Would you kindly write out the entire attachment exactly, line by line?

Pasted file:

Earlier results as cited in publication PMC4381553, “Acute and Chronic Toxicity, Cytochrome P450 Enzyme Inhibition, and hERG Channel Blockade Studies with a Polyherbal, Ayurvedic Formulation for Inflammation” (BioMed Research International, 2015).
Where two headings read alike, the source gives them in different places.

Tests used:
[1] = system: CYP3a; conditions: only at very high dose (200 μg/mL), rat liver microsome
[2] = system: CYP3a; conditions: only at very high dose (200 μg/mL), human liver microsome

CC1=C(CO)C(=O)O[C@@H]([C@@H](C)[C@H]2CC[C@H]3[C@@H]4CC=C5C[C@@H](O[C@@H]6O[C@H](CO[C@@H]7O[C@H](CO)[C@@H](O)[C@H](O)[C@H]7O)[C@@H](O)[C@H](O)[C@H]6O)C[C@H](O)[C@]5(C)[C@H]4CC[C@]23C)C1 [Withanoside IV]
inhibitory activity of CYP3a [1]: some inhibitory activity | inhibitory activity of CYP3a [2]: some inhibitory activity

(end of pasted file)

Earlier results as cited in publication PMC4381553, “Acute and Chronic Toxicity, Cytochrome P450 Enzyme Inhibition, and hERG Channel Blockade Studies with a Polyherbal, Ayurvedic Formulation for Inflammation” (BioMed Research International, 2015).
Where two headings read alike, the source gives them in different places.

Tests used:
[1] = system: CYP3a; conditions: only at very high dose (200 μg/mL), rat liver microsome
[2] = system: CYP3a; conditions: only at very high dose (200 μg/mL), human liver microsome

CC1=C(CO)C(=O)O[C@@H]([C@@H](C)[C@H]2CC[C@H]3[C@@H]4CC=C5C[C@@H](O[C@@H]6O[C@H](CO[C@@H]7O[C@H](CO)[C@@H](O)[C@H](O)[C@H]7O)[C@@H](O)[C@H](O)[C@H]6O)C[C@H](O)[C@]5(C)[C@H]4CC[C@]23C)C1 [Withanoside IV]
inhibitory activity of CYP3a [1]: some inhibitory activity | inhibitory activity of CYP3a [2]: some inhibitory activity